I’m having to work hard as the hot afternoon sun beats down although taking solace in the change of transport and with it, the use of different muscle groups. The long night ahead of me is spinning around my head as fast as the cranks are revolving, but I find myself strangely excited by the prospect of heading deep into the wild mountains completely alone. Skis back on and leaving the sophisticated resort of Verbier behind (and with it my support legends Mark and Katie), the sun gradually dips below the horizon. I won’t see them, or anyone for another 25 miles, all of which I’ll need to cover through this long, lonely night ahead.
Though energised from an everlasting sunset, I make strong progress touring up the closed pistes while the vivid oranges turn to pink and eventually to darkness. As the air cools, the night sky starts to gleam with stars as I gradually make my way up the valley between surrounding giants Mont Fort and the infamous face of Bes des Rosses (famously home of the Freeride World Tour, but this evening, an intimidating peak that’s been shadowing me from the shimmering moonlight). Eventually reaching Col de la Chaux, this mountain pass feels like a gateway into the high Alpine, and after clipping in I begin my first ski at night.
The snow is extremely firm and rutted, but I’m impressed by how much I can see under the beam of my head torch. I feel a palpable sense of relief that the first downhill has gone off without a hitch, which pushes me forward into the next climb up towards Rosablanche (3,335m), my high point for the night. By now, I’m starting to grapple with the loneliness of my whereabouts. It feels as though the cool temperatures have frozen the ground, and with it, time. Despite being acutely aware of the risks of what I’m doing, all I feel is total calm. The connection with the mountains has never felt so strong.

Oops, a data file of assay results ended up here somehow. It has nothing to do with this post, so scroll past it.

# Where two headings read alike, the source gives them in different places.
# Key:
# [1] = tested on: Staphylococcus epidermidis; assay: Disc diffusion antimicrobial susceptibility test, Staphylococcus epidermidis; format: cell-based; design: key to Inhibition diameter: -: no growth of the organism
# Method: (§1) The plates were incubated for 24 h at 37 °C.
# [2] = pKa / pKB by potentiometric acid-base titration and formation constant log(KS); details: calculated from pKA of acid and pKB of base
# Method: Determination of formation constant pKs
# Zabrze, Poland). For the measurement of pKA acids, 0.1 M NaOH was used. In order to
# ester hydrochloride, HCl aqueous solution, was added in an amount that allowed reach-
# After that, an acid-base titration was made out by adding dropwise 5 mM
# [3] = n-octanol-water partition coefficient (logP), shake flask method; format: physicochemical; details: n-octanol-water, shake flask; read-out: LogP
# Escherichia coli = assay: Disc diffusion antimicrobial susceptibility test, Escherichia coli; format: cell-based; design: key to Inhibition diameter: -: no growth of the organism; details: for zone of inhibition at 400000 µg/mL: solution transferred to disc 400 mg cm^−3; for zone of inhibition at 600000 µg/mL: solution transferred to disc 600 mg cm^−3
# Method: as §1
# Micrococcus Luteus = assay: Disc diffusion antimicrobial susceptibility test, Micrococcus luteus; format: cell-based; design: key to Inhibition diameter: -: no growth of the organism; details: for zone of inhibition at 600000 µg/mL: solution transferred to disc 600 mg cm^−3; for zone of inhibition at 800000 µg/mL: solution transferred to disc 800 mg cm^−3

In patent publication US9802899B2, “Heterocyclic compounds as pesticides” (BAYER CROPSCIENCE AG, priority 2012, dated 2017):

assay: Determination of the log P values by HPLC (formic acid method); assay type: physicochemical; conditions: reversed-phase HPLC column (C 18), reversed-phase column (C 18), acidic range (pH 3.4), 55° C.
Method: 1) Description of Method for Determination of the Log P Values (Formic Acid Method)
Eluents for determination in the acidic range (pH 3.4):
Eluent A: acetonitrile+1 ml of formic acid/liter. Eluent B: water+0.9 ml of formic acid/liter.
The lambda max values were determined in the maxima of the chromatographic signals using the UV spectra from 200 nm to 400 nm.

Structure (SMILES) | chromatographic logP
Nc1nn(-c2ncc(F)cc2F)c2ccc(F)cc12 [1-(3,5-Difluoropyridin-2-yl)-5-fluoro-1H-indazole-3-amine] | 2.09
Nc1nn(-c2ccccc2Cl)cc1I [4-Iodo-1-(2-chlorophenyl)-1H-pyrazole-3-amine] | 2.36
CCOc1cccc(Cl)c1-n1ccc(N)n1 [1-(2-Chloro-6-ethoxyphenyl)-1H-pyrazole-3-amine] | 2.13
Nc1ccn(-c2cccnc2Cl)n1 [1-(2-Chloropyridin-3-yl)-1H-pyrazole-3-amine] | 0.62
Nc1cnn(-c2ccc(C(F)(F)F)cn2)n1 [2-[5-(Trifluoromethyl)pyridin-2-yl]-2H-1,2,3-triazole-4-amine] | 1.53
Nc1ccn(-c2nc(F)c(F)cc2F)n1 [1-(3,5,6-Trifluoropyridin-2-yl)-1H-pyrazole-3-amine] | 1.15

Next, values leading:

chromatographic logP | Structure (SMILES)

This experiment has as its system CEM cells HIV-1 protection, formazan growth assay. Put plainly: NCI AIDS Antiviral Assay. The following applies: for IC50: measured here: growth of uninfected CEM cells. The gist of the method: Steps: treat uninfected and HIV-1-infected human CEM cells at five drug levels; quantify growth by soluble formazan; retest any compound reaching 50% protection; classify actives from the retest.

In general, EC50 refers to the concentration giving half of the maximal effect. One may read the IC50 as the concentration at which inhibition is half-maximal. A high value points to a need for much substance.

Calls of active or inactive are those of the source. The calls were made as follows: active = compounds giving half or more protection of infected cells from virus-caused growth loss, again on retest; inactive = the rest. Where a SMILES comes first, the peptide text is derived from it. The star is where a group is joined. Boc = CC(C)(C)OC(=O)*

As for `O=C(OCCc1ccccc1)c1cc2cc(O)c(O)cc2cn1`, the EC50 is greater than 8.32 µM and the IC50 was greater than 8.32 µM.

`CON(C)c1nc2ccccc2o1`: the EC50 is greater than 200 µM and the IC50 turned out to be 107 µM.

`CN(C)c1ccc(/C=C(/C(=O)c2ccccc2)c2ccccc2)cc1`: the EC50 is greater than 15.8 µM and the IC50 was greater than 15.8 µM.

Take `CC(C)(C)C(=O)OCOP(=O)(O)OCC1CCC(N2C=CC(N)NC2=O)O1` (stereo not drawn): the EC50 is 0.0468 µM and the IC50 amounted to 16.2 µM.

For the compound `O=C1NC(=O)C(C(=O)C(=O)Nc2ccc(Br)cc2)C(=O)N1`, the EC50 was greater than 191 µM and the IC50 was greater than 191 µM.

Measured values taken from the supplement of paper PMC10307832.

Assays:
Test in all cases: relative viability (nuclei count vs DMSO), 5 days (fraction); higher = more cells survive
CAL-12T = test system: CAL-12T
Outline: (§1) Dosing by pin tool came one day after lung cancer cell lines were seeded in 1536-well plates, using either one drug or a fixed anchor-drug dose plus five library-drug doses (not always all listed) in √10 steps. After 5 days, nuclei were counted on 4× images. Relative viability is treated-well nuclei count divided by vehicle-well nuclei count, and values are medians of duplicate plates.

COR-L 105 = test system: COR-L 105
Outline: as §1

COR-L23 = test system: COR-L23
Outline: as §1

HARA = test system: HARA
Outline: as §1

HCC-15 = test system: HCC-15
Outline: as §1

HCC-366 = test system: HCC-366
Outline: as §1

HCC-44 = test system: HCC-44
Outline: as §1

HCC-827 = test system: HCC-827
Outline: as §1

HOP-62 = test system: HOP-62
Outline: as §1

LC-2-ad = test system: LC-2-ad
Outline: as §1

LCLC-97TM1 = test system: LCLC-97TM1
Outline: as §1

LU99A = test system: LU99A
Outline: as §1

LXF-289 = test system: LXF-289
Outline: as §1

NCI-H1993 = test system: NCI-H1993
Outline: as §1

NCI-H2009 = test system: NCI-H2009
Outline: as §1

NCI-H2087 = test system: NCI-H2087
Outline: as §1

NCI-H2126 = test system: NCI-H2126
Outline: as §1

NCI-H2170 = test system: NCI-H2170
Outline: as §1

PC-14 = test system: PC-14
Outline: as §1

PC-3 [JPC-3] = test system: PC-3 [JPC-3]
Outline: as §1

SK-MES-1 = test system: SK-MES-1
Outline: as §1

Now 18 hours in and just over halfway, I’ve been waiting to reach what I felt would be the crux of this journey. In the weeks prior, a friend and I had done this section of the route. For him, it was a taster of the Haute; for me, some much-needed familiarisation. In doing so we’d managed to set off a wet slab, and although the consequences were not serious, the result was extremely dramatic. The entire face slid, leaving with it huge chunks of ice, which make these 40-degree slopes extremely tricky to navigate.
I can’t help but be reminded of the serious consequences of a mistake here as I carefully put down my first few turns through the icy couloir. As I approach the slope’s apron, the gradient finally mellows and I’m able to open up a bit, despite the limited visibility in the darkness. I carefully hold my height while traversing the banks above Lac de Dix, which would prove an invaluable timesaver by avoiding a gruelling sidehill slog.
Having reached the frozen lake at its far end, I’m pretty pleased with progress. After another bite to eat, I’m deliberating whether to fit my boot crampons or keep going on skis. Knowing the gradient is steep and the track awkward, I settle for ski crampons, which proves to be a solid compromise for the slippy incline.
It’s now approaching 3 am and I’m entering the graveyard shift, where every ounce of your body and mind want to shut down and go to sleep. I eat all the sugar I have left but still find progress laboriously slow. Feeling seriously deflated, I tell myself plain and simple: one foot in front of the other and so long as I’m moving forward, I will make it to Zermatt.